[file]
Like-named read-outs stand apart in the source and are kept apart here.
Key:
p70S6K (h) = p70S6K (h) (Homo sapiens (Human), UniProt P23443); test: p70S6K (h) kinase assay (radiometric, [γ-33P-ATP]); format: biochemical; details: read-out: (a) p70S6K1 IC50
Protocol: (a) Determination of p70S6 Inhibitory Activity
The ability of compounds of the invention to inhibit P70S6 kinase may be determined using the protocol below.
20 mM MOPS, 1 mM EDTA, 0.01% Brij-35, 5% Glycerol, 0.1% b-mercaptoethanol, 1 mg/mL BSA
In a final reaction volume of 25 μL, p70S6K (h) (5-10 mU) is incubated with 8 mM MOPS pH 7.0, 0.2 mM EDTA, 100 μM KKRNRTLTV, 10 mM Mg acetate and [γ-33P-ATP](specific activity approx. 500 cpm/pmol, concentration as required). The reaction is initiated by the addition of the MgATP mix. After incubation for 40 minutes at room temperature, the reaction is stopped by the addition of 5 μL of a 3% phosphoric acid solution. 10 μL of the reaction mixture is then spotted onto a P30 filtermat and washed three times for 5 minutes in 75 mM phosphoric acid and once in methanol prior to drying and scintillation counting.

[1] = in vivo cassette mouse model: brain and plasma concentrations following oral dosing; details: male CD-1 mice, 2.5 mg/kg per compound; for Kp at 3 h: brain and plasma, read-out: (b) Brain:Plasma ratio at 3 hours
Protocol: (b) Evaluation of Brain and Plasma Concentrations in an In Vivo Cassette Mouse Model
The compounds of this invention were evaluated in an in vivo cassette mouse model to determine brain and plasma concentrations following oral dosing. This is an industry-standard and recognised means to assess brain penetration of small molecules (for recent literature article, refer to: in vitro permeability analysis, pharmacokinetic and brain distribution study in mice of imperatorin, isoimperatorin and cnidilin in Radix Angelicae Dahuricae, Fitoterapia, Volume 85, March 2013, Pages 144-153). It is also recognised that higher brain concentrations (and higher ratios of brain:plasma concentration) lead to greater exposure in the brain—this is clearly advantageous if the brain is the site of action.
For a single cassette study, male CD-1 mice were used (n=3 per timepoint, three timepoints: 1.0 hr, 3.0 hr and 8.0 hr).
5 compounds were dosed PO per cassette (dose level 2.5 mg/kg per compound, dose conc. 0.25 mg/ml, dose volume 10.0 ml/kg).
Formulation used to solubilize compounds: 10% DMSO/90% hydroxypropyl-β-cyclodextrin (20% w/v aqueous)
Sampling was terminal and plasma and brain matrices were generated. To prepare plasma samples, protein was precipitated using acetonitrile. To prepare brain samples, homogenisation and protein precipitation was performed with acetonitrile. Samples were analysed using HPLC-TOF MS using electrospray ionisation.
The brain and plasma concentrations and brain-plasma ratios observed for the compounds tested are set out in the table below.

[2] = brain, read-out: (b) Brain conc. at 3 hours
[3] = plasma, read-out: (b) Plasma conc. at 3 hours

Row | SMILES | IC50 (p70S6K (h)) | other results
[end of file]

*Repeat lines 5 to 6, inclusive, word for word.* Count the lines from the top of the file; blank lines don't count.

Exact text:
The ability of compounds of the invention to inhibit P70S6 kinase may be determined using the protocol below.
20 mM MOPS, 1 mM EDTA, 0.01% Brij-35, 5% Glycerol, 0.1% b-mercaptoethanol, 1 mg/mL BSA